We searched for circumbinary planets orbiting NY Vir in historical eclipse times including our long-term CCD data. Sixty-eight times of minimum light with accuracies better than 10 s were used for the ephemeris computations. The best fit to those timings indicated that the orbital period of NY Vir has varied due to a combination of two sinusoids with periods of P3=8.2 yr and P4=27.0 yr and semi-amplitudes of K3=6.9 s and K4=27.3 s, respectively. The periodic variations most likely arise from a pair of light-time effects due to the presence of third and fourth bodies that are gravitationally bound to the eclipsing pair. We have derived the orbital parameters and the minimum masses, M3sini3 = 2.8 MJup and M4sini4 = 4.5 MJup, of both objects. A dynamical analysis suggests that the outer companion is less likely to orbit the binary on a circular orbit. Instead we show that future timing data might push its eccentricity to moderate values for which the system exhibits long-term stability. The results demonstrate that NY Vir is probably a star-planet system, which consists of a very close binary star and two giant planets. The period ratio P3/P4 suggests that a long-term gravitational interaction between them would result in capture into a nearly 3:10 mean motion resonance. When the presence of the circumbinary planets is verified and understood more comprehensively, the formation and evolution of this planetary system should be advanced greatly.
Authors: Jae Woo Lee, Tobias Cornelius Hinse, Jae-Hyuck Youn, Wonyong Han
We review the relatively new, internet-enabled, and rapidly-evolving field of citizen science, focusing on research projects in stellar, extragalactic and solar system astronomy that have benefited from the participation of members of the public, often in large numbers. We find these volunteers making contributions to astronomy in a variety of ways: making and analyzing new observations, visually classifying features in images and light curves, exploring models constrained by astronomical datasets, and initiating new scientific enquiries. The most productive citizen astronomy projects involve close collaboration between the professionals and amateurs involved, and occupy scientific niches not easily filled by great observatories or machine learning methods: citizen astronomers are most strongly motivated by being of service to science. In the coming years we expect participation and productivity in citizen astronomy to increase, as survey datasets get larger and citizen science platforms become more efficient. Opportunities include engaging the public in ever more advanced analyses, and facilitating citizen-led enquiry by designing professional user interfaces and analysis tools with citizens in mind.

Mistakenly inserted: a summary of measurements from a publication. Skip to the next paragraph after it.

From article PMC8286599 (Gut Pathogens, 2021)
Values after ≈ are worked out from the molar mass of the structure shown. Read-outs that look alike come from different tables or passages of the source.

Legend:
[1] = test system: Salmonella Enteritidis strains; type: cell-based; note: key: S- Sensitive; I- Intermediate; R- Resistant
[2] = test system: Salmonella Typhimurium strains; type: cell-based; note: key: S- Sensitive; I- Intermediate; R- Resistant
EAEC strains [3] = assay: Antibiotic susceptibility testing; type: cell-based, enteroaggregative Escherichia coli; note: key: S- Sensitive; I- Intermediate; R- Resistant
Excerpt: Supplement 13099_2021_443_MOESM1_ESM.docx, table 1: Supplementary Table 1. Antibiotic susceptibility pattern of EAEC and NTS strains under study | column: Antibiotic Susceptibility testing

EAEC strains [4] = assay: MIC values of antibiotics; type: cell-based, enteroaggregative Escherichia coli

Authors: Philip J. Marshall, Chris J. Lintott, Leigh N. Fletcher
NASA’s Night Sky Network is conducting a new survey to better understand the landscape of educational outreach performed by astronomy clubs. It will then use this data to assess the needs of the amateur astronomy community for the next five years.
NASA’s Night Sky Network is a community of more than 400 astronomy clubs across the U.S. that share their time and telescopes with the public. They have held nearly 30,000 events and have inspired over 3 million members.
The survey, which will run until the end of September, is fairly straightforward. It asks questions about your local astronomy club, any astronomy activities you participate in, and any challenges you face in outreach.
Discovered in the early 1960s, quasars are highly luminous objects shining over vast intergalactic distances. Until the early 1980s, the nature of quasars was controversial, but now most astronomers agree a quasar is a supermassive black hole in the center of a distant massive galaxy. The black hole rapidly accretes (accumulates) matter toward its center to create a quasar’s powerful luminosity. Still, mysteries about quasars have remained, and now two scientists say they’ve solved a quasar mystery that astronomers have been puzzling over for 20 years. These scientists say that most observed quasar phenomena can be unified with two simple quantities: how efficiently the central black hole is being fed and the viewing orientation of the astronomer. The journal Nature published this work on September 11, 2014.